The Government’s Rail Minister has issued a plea for patience to residents frustrated with delays to three of the stations on the Northumberland Line.

During a visit to the North East, rail minister Huw Merriman confirmed that the stations at Blyth Newsham, Ashington and Seaton Delaval would be open this summer as planned. However, he was unable to give a definitive date in 2025 for those at Bedlington, Northumberland Park and Blyth Bebside.

Residents and local politicians were left frustrated after the station was confirmed to be delayed late last year. At the time, independent councillor Malcolm Robinson, who represents the Bedlington West ward, called the setback a “kick in the teeth” for the town.

Speaking to the Local Democracy Reporting Service at the building site for the new station at Newsham, Mr Merriman said: “Of course, we would have wanted all of the stations open at the same time, but what I would just say is since the 1960s when this railway line was closed to passengers, people have been campaigning for it to be reopened.

“Three stations will be open this year. We ask for a little patience for the other three stations which will be open in the following year.

“In the scheme of decades of campaigning, we hope people will see the positives of what is going on here.”

Poor weather and complications arising from mine works were blamed for the delays. Mr Merriman also confirmed that the full cost of the project would be published following its completion.

It follows calls from prominent North East Labour figures for the Government to “come clean” about any additional costs. The scheme was originally forecast to cost £166 million in 2021.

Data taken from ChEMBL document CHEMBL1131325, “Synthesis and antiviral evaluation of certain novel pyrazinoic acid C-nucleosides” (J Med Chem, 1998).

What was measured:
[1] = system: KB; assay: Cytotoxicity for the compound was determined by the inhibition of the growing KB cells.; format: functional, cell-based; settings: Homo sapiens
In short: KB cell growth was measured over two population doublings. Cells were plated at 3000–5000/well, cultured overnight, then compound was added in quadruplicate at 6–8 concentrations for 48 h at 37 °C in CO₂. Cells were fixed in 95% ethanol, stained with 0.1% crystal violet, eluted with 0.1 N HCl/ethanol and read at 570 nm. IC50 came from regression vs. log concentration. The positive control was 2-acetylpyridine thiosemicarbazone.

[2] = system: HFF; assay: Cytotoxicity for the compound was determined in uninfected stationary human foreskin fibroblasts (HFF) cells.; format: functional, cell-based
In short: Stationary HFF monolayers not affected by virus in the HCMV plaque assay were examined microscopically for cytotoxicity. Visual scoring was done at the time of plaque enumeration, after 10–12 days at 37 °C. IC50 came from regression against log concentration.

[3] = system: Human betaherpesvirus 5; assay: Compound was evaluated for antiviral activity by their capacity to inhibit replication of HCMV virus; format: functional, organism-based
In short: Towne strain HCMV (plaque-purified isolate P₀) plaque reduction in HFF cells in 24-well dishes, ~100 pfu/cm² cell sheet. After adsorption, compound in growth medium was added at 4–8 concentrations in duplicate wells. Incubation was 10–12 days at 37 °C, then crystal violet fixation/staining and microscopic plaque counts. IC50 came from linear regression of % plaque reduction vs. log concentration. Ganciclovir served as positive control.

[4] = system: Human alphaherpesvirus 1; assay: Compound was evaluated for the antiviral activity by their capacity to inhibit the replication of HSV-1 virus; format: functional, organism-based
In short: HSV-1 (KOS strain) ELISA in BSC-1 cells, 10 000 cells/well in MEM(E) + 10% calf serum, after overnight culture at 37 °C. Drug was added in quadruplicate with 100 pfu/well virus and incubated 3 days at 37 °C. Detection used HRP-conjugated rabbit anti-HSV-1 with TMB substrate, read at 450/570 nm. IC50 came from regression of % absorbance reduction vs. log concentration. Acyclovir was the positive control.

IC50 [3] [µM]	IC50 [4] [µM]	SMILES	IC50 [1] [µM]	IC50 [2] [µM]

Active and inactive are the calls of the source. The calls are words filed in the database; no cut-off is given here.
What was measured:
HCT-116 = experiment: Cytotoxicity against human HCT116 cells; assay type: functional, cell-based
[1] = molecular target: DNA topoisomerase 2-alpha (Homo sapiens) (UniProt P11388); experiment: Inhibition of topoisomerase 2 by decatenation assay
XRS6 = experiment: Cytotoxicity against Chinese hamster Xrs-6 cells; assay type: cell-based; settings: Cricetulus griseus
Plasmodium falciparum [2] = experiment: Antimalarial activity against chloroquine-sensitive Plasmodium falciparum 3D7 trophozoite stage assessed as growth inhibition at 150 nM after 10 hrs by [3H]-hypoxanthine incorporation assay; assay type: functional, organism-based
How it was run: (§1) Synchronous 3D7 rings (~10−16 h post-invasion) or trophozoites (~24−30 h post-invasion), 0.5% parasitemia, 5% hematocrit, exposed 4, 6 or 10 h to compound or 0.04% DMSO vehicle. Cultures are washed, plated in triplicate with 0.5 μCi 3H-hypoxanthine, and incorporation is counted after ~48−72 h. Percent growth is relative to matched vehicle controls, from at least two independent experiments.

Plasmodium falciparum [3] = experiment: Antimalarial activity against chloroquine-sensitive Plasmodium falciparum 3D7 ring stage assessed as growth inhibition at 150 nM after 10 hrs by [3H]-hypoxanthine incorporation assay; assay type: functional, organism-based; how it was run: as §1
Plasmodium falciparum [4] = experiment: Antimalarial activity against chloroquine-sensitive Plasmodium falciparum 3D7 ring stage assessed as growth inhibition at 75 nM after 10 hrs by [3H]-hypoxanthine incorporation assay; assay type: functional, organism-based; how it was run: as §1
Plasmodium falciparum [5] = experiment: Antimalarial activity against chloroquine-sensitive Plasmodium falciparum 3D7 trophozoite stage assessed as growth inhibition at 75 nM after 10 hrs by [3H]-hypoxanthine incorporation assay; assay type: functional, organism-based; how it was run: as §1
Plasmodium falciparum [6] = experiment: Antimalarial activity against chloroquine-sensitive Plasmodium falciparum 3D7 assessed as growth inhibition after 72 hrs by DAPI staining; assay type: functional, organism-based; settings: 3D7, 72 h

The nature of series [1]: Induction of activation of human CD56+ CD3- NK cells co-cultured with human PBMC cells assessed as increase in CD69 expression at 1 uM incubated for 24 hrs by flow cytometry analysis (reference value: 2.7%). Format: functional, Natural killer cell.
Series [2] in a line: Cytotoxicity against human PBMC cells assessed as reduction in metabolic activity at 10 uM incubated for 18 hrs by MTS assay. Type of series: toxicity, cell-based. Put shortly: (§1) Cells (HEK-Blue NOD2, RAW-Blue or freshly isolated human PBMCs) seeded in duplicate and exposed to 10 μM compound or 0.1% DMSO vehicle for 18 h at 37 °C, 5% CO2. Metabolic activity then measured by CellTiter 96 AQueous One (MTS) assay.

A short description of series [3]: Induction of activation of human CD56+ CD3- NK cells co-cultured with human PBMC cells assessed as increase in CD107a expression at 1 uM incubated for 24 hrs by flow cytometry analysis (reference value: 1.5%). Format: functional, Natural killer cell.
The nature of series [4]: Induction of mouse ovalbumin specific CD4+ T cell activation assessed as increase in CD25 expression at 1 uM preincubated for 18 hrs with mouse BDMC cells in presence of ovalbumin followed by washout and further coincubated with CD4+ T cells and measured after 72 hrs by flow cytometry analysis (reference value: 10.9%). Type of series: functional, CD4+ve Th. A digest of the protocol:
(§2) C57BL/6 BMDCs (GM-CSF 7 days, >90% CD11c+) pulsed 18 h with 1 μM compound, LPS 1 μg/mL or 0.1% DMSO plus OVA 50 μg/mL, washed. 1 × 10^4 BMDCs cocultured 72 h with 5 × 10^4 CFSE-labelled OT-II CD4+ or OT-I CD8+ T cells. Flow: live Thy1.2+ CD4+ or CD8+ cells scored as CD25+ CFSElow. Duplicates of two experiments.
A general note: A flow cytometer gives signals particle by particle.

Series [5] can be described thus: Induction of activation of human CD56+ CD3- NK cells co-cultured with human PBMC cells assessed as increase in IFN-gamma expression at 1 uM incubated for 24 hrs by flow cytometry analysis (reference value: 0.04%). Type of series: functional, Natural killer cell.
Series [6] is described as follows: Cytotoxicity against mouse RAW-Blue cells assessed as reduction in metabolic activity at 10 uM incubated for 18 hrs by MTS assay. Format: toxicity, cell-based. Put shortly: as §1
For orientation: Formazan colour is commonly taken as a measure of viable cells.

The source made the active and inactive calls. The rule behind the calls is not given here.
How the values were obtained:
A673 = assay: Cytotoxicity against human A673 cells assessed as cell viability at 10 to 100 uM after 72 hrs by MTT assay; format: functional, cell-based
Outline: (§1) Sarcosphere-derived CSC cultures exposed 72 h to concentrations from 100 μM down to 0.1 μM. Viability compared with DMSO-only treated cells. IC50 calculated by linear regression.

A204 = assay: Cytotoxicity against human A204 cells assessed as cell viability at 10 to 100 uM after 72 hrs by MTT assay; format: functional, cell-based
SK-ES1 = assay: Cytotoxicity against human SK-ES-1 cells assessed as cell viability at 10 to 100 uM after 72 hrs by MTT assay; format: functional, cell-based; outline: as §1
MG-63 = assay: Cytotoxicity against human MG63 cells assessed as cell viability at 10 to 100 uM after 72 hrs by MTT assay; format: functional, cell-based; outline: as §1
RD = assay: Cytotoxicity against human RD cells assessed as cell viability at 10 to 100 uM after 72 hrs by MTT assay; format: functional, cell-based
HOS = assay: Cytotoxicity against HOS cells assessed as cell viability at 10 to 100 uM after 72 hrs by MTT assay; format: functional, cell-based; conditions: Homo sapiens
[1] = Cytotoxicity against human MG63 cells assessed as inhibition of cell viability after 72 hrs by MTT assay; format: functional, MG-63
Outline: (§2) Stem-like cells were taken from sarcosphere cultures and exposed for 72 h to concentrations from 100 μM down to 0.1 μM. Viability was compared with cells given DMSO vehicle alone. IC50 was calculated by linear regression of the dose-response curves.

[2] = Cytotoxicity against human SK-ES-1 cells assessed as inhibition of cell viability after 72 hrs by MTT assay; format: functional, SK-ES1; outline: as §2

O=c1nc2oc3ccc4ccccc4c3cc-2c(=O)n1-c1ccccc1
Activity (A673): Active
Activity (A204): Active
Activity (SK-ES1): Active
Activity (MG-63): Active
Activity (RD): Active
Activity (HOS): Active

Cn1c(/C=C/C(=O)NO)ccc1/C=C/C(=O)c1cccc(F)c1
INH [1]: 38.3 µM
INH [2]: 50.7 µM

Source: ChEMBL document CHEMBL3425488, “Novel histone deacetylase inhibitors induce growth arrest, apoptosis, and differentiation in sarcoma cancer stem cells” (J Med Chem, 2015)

The minister continued: “There have been adverse weather conditions to battle against and we have found masses underground, this being a mining area, that we weren’t quite expecting. It is a testament to the team here that we are in a position to have the entry into service in the summer and those three stations open.

“When we have delays, when we have weather challenges and mining challenges it does add towards the cost. We will look to make sure we publish the completed cost, but we’re focusing on delivering it.

“We have to deliver it at cost and to time – those are the pressures that the team are really well-aware of. When we have got the job completed we will publish the costs of it.

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“It’s so exciting and I really hope that the community use the railway line as much as they can, because it’s going to be a once-in-a-lifetime for this area to regenerate and get people the skills and opportunities that they need. I’m just really excited this is going to be happening.

“This is an investment into Northumberland to allow people to be better connected to Newcastle. When we talk about infrastructure what we mean is people, opportunities and lives transformed because they’ve got better paid jobs, they’ve skills, they’ve got connections to college they need, and I think for the young people here this is really offers hope.”

The Northumberland Line will see passenger rail return to the south east of the county for the first time since the 1960s, when the original line was closed as part of the now-infamous Beeching cuts. Rumours of the delays first surfaced in September, before the news was confirmed in January.